Jesus’ Dad, Guillermo, was the janitor of the Cobble Hill Theatre on the corner, and he would let us in at night to watch movies. I also got a kick out of hanging with Jesus because he was so mischievous. He would watch and wait until pedestrians flicked their cigarettes into the gutter, then eagerly spring out and retrieve the butts to toke on. Once, on New Year’s Day, some psychopath had killed two German Shepherds and dumped their carcasses on the corner of Butler and Smith, having cut the heads off one of them. Jesus put the head in a bucket and toted it up to Butler and Court, dumping it on the corner where it caused quite an outcry along the middle-class community. Another time we came across a sleeping drunk playing a radio, and Jesus tested him by turning off the radio, to which he did not respond. Jesus snuck off with the radio, and we took it to Greenwich Village and sold it for about ten bucks. We had quite a time for two underage kids coming into that kind of money. The most I’d ever gotten for an allowance, even as a teenager, was five bucks! 
            Jesus had three cute sisters who taught us all about the birds and bees. Migdalia was a beautiful girl with an hourglass figure and a lovely face. Her sisters Miriam and Yolanda were big girls, though at that age we didn’t give a damn. Actually, as you’ll see later, I had a bit to do with BBW’s in later years, so what goes around comes around. Anyway, instead of hiding in doorways playing hide and seek, we were now necking at every opportunity. Mark’s cousin Myrna got in on the act, though no one ever got to play with Migdalia. She was the oldest, and she had a boyfriend named Morocho who would’ve handed our asses to us for trespassing. Kenny, Georgie and I were the beneficiaries of this rite of passage as the Yodels were not quite up to such things at that point in time.
            John and I used to talk a great deal about the girls at school, though we never had the guts to do a thing about it. Of all the girls, Angela Vacirca and Juana Lugo were truly stunners, though both pretty slow on the scholastic side. Angela had a cousin named Angelo who was a vicious bastard, so no one came onto her. John had a thing for Juana, and though he got quite friendly with her, he never broached the subject of a date. I hung out with a couple of girls, Joann Mulhan and Jeanette DeArce, and things didn’t go too far as I was as dorky as they were. When I saw them years later in the ‘hood, I was astounded as to how they had developed into knockouts, but it was well before my day as a ladies’ man so that was that.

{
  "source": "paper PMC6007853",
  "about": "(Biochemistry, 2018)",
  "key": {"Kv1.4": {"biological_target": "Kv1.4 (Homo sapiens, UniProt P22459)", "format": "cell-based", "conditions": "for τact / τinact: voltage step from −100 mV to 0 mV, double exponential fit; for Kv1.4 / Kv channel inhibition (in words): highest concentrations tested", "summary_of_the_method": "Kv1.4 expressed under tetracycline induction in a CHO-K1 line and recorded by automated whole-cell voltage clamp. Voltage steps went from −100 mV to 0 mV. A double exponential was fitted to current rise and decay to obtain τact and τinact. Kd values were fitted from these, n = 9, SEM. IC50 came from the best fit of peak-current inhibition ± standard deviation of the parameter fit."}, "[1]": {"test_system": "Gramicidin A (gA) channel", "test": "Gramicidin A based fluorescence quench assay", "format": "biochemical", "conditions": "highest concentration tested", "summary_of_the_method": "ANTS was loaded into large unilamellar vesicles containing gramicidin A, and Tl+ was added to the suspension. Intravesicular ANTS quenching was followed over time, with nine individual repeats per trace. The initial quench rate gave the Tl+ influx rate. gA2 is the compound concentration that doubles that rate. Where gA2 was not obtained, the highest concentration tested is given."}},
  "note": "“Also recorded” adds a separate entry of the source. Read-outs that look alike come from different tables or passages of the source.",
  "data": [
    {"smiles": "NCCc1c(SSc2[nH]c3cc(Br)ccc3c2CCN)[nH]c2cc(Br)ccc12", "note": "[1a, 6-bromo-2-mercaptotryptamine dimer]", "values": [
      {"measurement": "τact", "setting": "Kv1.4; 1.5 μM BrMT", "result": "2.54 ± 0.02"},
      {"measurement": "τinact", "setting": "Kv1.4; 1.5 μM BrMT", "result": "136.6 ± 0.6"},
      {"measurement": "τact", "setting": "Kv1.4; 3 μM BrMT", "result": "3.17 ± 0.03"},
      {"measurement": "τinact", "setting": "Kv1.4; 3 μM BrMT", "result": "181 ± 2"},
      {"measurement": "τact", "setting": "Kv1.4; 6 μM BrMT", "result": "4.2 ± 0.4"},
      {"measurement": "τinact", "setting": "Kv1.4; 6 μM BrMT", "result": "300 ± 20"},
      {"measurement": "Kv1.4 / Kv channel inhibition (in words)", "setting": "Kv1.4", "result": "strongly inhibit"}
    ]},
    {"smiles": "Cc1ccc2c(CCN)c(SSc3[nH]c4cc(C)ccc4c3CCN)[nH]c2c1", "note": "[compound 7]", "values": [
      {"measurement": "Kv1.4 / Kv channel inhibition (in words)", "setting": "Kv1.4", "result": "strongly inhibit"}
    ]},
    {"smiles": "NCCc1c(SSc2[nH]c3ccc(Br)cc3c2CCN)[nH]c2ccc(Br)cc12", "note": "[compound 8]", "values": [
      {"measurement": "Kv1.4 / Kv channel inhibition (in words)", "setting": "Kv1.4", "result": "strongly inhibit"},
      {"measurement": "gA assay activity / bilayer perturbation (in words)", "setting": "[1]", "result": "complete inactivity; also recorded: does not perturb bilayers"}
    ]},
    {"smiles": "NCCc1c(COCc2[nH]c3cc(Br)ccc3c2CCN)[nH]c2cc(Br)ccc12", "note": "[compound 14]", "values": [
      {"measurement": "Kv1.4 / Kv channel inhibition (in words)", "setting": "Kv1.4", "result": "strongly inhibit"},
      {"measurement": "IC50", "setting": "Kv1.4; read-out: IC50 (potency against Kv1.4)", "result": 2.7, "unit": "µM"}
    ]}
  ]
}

(To be comtinued...)

Thursday, October 3, 2013

The Man From SLEDCART?

(Excerpted from SUPERSTAR: Life and Times of an Underground Rock and Wrestling Icon)


The internecine rivalries continued throughout that interval, and it was hard to keep track of who were friends and enemies without a scorecard. One week it would be the Reyeses against the Yodels, the next it was John and I against Harold and Kenny. A particularly amusing scenario occurred when the Reyes boys ran afoul of Bobby Yodels, the second-oldest of the brothers. Physically he was the smallest of the Yodels, something which frustrated him to no end. He made up for this with a glib-tongued con artistry which gave way to violent rage when provoked. On this particular evening, a verbal exchange led to the Reyes boys whipping Bobby with their garrison belts. Bobby proceeded over to the trusty old hellhole across the street and brought back a length of timber, at which point Lydia’s new beau Nelson rushed to intercede. Bobby continued his charge, sending one and all running for their lives.

SLEDCART was the first time my fantasy world ended on a crash course with stark reality. Kenny, Georgie and I had been smitten by The Man From UNCLE, an espionage TV series following hot on the heels of our beloved James Bond flicks. I decided that we were going to form an anti-terror organization when we grew up, with me as Director and the Reyes boys as my top agents. I came up with the acronym, which stood for Supreme Law Enforcement and Defense against Crime and Regional Terrorism. Not bad for a kid with a head stuffed with fantasies.

As fate would have it, the Butler Aces had broken into an insurance office in the vacant buildings across the street, resulting in a neighborhood visit by detectives from the 76th Precinct (which had relocated to Union Street). They came across Kenny and Georgie, and shortly afterward I found myself breathless in becoming involved in a criminal investigation. We invited the detectives to my home and brought them to my room with little ado, as my parents were out drinking. I was intent on using the occasion to get revenge on Robert Tal and Kevin Mahr, but Kenny and Georgie began spewing names like a fizzing bottle of pop. Before I knew it, he had the names of half the Aces, with Kevin and Edward atop the list. Sure enough, when the cops left the house, they walked right into Kevin, and the Butler Aces were on the road to extinction after that.